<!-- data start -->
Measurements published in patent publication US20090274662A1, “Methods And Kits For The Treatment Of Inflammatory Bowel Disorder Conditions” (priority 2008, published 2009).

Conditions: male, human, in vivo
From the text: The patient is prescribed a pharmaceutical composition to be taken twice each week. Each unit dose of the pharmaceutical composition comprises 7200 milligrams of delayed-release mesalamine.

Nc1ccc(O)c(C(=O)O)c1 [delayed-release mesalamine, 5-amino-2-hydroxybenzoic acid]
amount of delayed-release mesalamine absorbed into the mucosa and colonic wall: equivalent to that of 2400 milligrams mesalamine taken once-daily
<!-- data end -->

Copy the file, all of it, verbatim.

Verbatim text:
Measurements published in patent publication US20090274662A1, “Methods And Kits For The Treatment Of Inflammatory Bowel Disorder Conditions” (priority 2008, published 2009).

Conditions: male, human, in vivo
From the text: The patient is prescribed a pharmaceutical composition to be taken twice each week. Each unit dose of the pharmaceutical composition comprises 7200 milligrams of delayed-release mesalamine.

Nc1ccc(O)c(C(=O)O)c1 [delayed-release mesalamine, 5-amino-2-hydroxybenzoic acid]
amount of delayed-release mesalamine absorbed into the mucosa and colonic wall: equivalent to that of 2400 milligrams mesalamine taken once-daily